Longdendale

One of the consequences of the long-standing pollution of the Dark Peak moorland is that it kills the plant cover on the moors, which exposes the bare peat underneath. When there is heavy rain the peat gets rapidly eroded and washed away, as you can see by the colour of the water going down Wildboar Clough:

Wildboar Clough

The Moors for the Future project is trying to repair over 100 years of damage and revegetate the bare peat surfaces. This is partly funded by the Water Authority who have a vested interest, both because the peat silts up the reservoirs, and because it costs money to remove the discolouration from the water.

Now that the fence around Bleaklow has been completed and this year's helicopter reseeding and liming has taken place, it's astonishing how rapidly the vegetation has recovered, especially after last year's disastrous fires. I think the major factor has been the fence, as existing grass which was cropped flat is now 30-40 cms long and covered in seed heads. I've always suspected that the real cause of the problems was largely due to overgrazing by sheep, and the way the vegetation has bounced back proves it. So much for the farming fraternity being 'The guardians of the countryside', as they are always fond of telling us! For a long time they've pointed the finger at walkers as being the cause of the erosion, but it's quite difficult to see how that could be the case - people prefer to walk along well-defined paths, and the moors suffer mostly from widespread surface denudation rather than footpath erosion, which has been reduced anyway since most of the more eroded path has been resurfaced with stone flags.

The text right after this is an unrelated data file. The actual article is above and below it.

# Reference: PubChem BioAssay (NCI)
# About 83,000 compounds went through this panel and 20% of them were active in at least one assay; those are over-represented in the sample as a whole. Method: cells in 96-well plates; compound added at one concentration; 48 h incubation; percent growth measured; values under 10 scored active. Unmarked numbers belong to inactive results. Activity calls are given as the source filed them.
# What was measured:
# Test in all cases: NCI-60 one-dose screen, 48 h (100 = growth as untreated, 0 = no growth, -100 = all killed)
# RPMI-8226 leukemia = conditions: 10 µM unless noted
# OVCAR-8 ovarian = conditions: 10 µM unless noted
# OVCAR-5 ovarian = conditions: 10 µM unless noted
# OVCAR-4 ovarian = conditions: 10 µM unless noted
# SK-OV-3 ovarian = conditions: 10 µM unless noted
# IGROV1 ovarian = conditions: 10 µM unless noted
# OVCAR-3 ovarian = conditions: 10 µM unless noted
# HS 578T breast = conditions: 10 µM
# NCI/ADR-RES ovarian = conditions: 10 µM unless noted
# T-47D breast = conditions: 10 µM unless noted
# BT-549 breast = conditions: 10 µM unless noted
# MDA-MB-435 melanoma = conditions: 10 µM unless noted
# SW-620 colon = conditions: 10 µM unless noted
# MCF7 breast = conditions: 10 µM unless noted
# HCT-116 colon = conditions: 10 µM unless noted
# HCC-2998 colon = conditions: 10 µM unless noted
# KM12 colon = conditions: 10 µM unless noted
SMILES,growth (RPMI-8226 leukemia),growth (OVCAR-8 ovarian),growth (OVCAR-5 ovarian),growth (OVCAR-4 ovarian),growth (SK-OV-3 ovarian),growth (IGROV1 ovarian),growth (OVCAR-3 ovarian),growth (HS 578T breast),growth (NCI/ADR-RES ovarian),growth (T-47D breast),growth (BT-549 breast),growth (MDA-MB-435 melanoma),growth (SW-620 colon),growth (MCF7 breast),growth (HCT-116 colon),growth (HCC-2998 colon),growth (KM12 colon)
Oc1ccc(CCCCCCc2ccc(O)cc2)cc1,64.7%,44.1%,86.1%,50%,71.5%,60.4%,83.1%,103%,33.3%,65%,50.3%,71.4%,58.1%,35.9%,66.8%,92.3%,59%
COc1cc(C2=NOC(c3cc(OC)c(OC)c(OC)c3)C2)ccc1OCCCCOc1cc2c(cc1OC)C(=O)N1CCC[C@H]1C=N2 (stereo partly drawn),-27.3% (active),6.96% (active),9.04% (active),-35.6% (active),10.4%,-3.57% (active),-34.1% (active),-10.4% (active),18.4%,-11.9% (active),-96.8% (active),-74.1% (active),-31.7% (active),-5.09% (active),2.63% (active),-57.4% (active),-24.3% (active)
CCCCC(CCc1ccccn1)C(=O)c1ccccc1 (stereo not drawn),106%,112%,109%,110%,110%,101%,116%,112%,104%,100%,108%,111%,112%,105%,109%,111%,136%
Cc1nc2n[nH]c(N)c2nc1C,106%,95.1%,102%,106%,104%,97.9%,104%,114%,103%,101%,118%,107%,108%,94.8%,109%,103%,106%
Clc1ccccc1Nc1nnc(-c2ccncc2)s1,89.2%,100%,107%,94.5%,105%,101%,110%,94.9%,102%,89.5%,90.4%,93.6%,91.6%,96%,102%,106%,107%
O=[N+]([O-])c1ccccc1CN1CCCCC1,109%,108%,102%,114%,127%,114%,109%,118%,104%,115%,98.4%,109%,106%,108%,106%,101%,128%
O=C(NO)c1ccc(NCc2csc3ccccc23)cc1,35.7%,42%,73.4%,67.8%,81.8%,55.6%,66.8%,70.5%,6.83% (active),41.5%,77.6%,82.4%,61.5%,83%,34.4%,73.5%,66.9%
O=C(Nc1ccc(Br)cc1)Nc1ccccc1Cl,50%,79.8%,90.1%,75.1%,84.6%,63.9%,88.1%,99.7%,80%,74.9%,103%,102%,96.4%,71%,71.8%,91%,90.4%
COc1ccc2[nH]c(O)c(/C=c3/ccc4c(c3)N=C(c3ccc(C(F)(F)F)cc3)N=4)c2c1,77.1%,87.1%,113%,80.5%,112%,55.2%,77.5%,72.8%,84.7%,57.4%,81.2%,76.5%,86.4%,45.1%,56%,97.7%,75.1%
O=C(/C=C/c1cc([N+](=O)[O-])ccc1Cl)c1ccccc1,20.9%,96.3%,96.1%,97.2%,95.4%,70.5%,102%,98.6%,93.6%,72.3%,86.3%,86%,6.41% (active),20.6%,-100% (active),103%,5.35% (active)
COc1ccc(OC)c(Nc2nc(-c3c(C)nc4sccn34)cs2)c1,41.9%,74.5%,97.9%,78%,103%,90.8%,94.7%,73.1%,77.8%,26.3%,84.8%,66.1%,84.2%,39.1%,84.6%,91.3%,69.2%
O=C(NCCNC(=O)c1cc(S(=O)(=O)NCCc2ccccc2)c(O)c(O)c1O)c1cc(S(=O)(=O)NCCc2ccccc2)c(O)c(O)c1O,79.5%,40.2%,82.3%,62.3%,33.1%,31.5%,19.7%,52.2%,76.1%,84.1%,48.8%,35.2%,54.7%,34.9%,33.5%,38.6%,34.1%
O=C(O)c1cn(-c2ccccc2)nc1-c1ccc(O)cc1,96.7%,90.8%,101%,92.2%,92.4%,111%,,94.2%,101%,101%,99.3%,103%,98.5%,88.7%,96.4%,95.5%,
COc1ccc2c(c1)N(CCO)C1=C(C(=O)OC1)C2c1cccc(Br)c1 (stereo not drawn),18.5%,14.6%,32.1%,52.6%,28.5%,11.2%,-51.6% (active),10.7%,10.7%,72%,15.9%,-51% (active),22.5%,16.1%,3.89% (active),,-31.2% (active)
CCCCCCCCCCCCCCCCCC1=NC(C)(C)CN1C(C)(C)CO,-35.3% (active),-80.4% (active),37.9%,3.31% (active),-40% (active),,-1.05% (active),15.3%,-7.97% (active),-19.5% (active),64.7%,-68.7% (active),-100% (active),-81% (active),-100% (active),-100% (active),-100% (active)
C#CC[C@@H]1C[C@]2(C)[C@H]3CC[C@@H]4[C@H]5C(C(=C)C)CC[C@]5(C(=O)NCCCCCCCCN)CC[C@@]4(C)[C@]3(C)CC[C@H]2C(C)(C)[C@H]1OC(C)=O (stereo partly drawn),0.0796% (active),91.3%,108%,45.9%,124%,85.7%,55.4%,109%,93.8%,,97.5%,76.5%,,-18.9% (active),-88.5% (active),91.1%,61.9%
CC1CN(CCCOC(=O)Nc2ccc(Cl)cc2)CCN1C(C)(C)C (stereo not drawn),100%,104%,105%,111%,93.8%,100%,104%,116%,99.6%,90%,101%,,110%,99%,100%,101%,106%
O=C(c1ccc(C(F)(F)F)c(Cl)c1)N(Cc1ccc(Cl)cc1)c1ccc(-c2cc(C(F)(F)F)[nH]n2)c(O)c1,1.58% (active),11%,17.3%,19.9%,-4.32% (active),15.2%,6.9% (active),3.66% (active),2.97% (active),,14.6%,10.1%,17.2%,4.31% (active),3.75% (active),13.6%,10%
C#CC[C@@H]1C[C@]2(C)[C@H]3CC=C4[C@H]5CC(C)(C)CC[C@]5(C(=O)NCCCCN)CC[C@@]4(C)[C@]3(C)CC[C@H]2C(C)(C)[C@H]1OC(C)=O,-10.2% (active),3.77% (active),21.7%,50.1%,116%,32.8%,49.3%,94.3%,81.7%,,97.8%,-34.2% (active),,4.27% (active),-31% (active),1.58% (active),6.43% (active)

One benefit of the damp spell we've been having is it keeps everything moist, allowing things like these rather splendid fungi to grow, the big one at the back was 20cm (8") across.

Fungi

However, it hasn't been raining all the time, last weekend I took the kids out for a wander around Tintwistle Low, the picture below is looking southwards across the valley, over Valehouse reservoir and towards Glossop, which is just out of view over the hill in the foreground. - my house is about 4k (2.5 miles) away from here. The ridge on the far left skyline is the southern edge of Kinder.

Tintwistle Low

Categories : Peak District

MySQL bites my ass... again.

Having got all my data shovelled into MySQL, I foolishly decided that I'd like some of it back. I'd carefully normalised all my tables, so in order to retrieve it I needed to join across several tables plus I needed some subqueries in the select field list to do some lookups, so it ended up being a reasonably complex query - something along the lines of:

select
    a1.col1, c1.col2
    (select b1.col2 from b b1 where b1.col1 = a1.col2),
    (select b2.col2 from b b2 where b2.col1 = a1.col3)
from
    a a1 join b b3 on a1.col1 = b3.col1
    join c c1 on a1.col4 = c1.col1
order by
    b3.col4

Which worked just fine - right up until the rows where the value in a1.col3 was NULL, when instead of the second subselect returning the value NULL it returned the value looked up in the subselect on the previous line of the query!!!!! I've tried to create a smaller reproducible test case without success, and I really don't have the time to chase it down. Removing the third join on the b table makes the problem go away, but then I lose the required ordering - gah!

I can reformulate the query to remove the subselects by the crafty use of a left outer join, which will probably be more efficient anyway, but it should work as is. Bah.

I hates software!

Categories : Solaris, Tech, Work